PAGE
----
What was the air quality like in nineteenth-century London?

Words can barely describe how bad air pollution was during the late nineteenth century in London, England. Coal was burned in excess, and the soot and sulfur dioxide that resulted is blamed for a shockingly increased mortality rate among infants. Indeed, it is estimated that about 50 percent of the children born in London at the time failed to live past the age of two. So much sunlight was blocked by coal dust that people suffered from lack of vitamin D, with the result being a rise in rickets. And, of course, respiratory ailments were rampant.

What are TSPs?

Total suspended particulates (TSPs) are particles in the air ranging in size from 10 microns on down to less than a micron in diameter (a micron is one millionth of a meter). People can breathe in many TSPs, though larger particles can be weeded out by such things as nose hairs and mucous membranes. TSPs either result from primary sources (e.g., car exhaust, smokestacks) or are formed from secondary sources, such as ammonia and sulfur dioxide combining to form new pollutants (in this case, ammonium sulfate).

What are VOCs?

VOC stands for "volatile organic compound." They are organic chemicals that easily vaporize in the atmosphere.

What is carbon monoxide?

Carbon monoxide (CO) is an odorless, colorless, and tasteless gas that is lethal. Auto exhaust is one common source, but CO can result from the combustion of almost any material containing carbon. The molecules bond to hemoglobin in the blood, preventing the hemoglobin from transporting oxygen through the body as it normally does. Depriving organs and other tissues of oxygen can result in death within minutes. The early symptoms of carbon monoxide poisoning, however, include drowsiness, disorientation, and headaches.

In well-ventilated areas, carbon monoxide poisoning should not be a problem, but in closed-in areas, such as a garage, it is hazardous. This is why you should never leave your car running inside a garage. But carbon monoxide can also come from clogged chimneys, unvented space heaters, gas appliances, grills, and lawn mowers. Homes should be equipped with carbon monoxide monitors as a precaution.

While carbon monoxide poisoning is more likely inside a home or garage than outdoors, this pollutant can be a problem in large urban areas. In 1995, for example, there was a strong temperature inversion in the city of Chicago that caused carbon monoxide levels to be pushed toward the ground, rather than dissipating. The toxic gas then found its way into some homes.

What is sulfur dioxide?

Burning coal is a primary source of sulfur dioxide (SO2) in the atmosphere, and so it was one of the first causes of air pollution, arising during the Industrial Age. Sulfur in bituminous and other forms of coal , when burned, bonds with oxygen to form this pollutant, which irritates eyes and the respiratory system. It is also a source of acid rain. Technologies have been developed that scrub sulfur dioxide emissions from smoke stacks, and have done much to improve air quality. While the United States has dramatically lowered these emissions, other developing nations, such as China and India, do not impose vigorous restrictions on sulfur dioxide from factories and power plants.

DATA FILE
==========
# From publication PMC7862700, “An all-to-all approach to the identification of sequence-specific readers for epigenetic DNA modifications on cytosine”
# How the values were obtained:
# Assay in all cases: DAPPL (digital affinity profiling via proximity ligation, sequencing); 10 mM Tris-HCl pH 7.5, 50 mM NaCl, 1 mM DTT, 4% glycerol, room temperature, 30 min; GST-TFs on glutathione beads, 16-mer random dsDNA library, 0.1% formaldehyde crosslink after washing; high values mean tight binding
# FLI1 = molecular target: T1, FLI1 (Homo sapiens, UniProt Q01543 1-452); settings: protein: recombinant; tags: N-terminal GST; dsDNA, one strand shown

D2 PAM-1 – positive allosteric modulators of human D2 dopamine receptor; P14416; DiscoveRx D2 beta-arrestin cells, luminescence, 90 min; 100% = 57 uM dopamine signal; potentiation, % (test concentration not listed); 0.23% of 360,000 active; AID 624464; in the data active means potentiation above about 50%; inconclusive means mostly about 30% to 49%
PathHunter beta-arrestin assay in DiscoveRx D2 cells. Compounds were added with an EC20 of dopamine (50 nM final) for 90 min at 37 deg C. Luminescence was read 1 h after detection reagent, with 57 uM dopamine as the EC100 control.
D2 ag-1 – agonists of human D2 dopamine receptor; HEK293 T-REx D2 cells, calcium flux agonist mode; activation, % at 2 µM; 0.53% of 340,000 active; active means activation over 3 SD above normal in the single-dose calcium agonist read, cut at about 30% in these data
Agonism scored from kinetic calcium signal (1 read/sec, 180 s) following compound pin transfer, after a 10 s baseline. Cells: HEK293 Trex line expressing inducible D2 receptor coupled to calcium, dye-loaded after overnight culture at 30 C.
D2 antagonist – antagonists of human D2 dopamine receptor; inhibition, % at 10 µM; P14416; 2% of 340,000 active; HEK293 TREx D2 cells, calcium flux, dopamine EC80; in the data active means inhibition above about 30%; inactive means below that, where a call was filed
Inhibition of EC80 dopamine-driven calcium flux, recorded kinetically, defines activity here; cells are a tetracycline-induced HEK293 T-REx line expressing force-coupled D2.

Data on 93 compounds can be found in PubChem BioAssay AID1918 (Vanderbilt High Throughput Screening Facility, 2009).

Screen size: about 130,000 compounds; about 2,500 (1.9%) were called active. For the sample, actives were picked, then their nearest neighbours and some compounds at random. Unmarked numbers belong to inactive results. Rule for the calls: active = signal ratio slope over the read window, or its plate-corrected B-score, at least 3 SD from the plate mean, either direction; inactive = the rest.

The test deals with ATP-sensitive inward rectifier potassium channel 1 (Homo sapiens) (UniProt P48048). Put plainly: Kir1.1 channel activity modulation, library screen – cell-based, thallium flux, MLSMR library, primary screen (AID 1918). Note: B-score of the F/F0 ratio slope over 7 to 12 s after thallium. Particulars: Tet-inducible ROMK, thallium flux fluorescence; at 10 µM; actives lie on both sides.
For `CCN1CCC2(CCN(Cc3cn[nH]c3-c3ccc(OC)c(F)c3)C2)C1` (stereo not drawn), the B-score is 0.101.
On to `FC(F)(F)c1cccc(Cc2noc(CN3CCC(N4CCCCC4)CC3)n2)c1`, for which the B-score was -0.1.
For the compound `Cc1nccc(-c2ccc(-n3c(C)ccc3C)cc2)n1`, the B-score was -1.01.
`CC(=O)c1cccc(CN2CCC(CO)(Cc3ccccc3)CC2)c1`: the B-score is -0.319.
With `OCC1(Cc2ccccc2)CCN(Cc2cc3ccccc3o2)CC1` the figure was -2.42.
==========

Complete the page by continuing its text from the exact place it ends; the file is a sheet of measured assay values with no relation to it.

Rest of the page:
What are some other significant air pollutants?

Oxides of nitrogen, including nitrogen monoxide (NO), nitrogen dioxide (NO2) and nitrous oxide (N2O) are also generated by factory and car emissions. These gases are not directly harmful to people, but they contribute to ozone depletion.

What is the Air Quality Index?

The U.S. Environmental Protection Agency (EPA) developed the Air Quality Index as a measure to better advise citizens of pollutants in the atmosphere. To calculate the index, the EPA takes into account levels of carbon monoxide, ozone, nitrogen dioxide, and sulfur dioxide. Each pollutant is measured in parts per billion and compared to an acceptable standard over a certain period of time (24 hours for most pollutants, but ozone is calculated over an eight-hour period). This number is then multiplied by 100 to give the Air Quality Index. In other words, the formula would be (pollutant concentration)/(pollutant goal concentration) x 100 = Air Quality Index. The table below explains the different categories in the index.

Air Quality Index

Air Quality Index

Air Quality

Color Indicator

Health Advisory

0-50

Good

Green

No health advisory needed

51-100

Moderate

Yellow

People who are very highly sensitive to pollution should restrict heavy or prolonged activity

101-150

Unhealthy for Sensitive Groups

Orange

Older adults, children, and people with heart disease, asthma, or other respiratory ailments should reduce or restrict heavy physical activity

151-200

Unhealthy

Red

All people should restrict strenuous physical activity, and those who are in unhealthy and sensitive groups should avoid such activity entirely

201-300

Very Unhealthy

Purple

Everyone should avoid all physical activity

3=301

Hazardous

Maroon

Can potentially have respiratory effects on all people, regardless of health; severe respiratory problems for those with asthma; heart and lung disease is aggravated

 
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